We've only found examples of hairworms coming out of grasshoppers and rarely emerging from damselfies/dragonflies. Has a hairworm ever before been observed coming out of a praying mantis? I found it on Oct. 4, 2006 at Kyodo no Mori in Fuchu-shi in Tokyo when my 4th grade class from ASIJ was on a field trip.
My name is Elsa and I am nine years old. I want to be either an entemologist or a herpetologist when I grow up.

Oct
05
2006

Skipjack herring: Illustration courtesy Duane Raver and the U.S. Fish and Wildlife Service.
Skipjack herring: Illustration courtesy Duane Raver and the U.S. Fish and Wildlife Service.

I work at the Science Museum and I often learn unusual things during the course of my day. Some things are funny, some I store away to pull out in a Cliff Claven moment, and others make me want to run screaming to my desk to put them into this blog.

This is one of the latter.

Yesterday I learned that herrings may communicate with one another through their anuses by farting. I almost exploded when the person leading the meeting casually mentioned this fact. I ran back to my computer, and sure enough. Researchers at not one, but TWO institutions are studying the phenomena. Both the Institute of Coastal Research at the National Board of Fisheries in Sweden and the University of British Columbia, Vancouver have researchers looking into the matter.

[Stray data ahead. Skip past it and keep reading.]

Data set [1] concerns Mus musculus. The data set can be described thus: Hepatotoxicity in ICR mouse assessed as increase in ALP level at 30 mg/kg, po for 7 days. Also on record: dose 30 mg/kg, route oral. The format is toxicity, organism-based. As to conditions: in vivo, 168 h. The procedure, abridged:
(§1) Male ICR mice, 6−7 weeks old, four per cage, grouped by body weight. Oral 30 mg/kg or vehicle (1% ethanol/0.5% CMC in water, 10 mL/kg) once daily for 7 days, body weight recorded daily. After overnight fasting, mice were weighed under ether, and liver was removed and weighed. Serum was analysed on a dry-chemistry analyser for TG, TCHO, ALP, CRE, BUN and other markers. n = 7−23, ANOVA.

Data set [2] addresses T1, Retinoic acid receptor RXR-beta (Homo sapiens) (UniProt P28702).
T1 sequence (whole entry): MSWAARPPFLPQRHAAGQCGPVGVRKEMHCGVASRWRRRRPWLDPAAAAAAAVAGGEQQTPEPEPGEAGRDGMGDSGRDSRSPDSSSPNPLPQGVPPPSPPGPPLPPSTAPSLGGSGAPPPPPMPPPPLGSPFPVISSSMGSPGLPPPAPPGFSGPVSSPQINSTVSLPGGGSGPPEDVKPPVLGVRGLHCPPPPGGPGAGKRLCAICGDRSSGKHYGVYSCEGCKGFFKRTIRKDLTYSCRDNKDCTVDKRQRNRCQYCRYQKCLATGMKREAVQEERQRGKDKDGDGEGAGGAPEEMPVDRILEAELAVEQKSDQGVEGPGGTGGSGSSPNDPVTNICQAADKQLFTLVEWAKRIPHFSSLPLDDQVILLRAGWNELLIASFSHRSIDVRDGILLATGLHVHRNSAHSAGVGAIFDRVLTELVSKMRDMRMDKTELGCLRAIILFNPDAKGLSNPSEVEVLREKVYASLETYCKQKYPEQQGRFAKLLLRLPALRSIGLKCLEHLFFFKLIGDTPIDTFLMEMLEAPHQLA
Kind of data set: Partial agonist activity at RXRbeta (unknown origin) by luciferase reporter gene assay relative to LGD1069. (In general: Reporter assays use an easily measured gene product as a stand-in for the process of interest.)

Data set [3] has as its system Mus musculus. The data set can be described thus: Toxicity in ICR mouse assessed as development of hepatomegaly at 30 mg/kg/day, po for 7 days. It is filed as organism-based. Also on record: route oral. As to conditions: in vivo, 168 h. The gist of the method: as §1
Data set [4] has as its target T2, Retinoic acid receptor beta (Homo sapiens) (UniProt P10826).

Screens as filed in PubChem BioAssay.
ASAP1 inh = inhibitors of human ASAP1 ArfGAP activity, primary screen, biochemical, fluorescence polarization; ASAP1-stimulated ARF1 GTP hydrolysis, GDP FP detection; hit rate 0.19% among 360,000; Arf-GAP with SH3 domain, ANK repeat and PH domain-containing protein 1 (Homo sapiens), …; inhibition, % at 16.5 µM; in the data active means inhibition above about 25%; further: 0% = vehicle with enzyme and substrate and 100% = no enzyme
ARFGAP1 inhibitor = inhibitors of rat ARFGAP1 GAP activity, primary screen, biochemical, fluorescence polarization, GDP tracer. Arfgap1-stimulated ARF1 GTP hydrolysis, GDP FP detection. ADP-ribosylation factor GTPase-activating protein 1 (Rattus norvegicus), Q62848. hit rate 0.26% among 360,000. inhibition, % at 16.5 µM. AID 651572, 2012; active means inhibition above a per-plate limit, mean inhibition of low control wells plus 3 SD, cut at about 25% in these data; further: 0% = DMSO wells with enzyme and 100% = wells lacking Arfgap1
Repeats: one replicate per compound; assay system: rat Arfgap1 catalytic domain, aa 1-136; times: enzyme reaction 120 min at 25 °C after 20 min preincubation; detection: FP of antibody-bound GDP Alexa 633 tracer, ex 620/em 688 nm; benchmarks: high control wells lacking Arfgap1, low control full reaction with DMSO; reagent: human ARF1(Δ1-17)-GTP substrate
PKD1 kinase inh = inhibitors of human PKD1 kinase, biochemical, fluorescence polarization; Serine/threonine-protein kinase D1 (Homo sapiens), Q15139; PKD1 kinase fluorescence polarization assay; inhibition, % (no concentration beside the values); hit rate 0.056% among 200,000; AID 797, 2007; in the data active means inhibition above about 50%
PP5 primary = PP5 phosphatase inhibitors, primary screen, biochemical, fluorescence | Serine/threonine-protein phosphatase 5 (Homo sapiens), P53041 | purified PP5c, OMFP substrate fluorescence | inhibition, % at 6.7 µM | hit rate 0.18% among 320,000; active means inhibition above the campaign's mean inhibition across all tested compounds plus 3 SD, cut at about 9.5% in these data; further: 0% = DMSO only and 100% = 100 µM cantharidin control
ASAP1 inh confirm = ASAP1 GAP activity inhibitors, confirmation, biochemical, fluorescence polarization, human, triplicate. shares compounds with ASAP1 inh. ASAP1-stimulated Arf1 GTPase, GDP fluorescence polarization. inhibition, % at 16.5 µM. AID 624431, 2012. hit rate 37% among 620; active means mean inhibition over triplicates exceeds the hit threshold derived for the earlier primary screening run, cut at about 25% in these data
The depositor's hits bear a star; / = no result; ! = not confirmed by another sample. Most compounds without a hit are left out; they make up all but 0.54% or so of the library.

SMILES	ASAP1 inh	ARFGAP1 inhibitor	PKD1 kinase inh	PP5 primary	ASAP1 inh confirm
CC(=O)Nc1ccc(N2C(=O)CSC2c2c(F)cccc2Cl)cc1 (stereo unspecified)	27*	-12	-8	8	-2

Before this remarkable discovery, it was known that herrings communicated with one another through sounds produced by their swim bladder. Researchers thought that all the sounds they heard coming from the herring were coming from the swim bladder. But, and I am laughing as I type, they noticed that a stream of bubbles would leave the herring’s anus in time with the sounds they were hearing. Sure enough, they are connected, and that sound was soon dubbed by the quick-thinking researchers as a Fast Repetitive Tick (or FRT, if you will).

Researchers note that the unlike the gas we pass, these sounds are not produced by the digestive process, but rather a connection between the swim bladder and the anus. The exact purpose or reason behind the FRTs is not exactly known. One theory is that is a way for the herring to communicate with each other at night. Another is that is an anti-predator tactic. Seriously. Or, it could just be an incidental release of air from the swim bladder as the fish adjusts its buoyancy.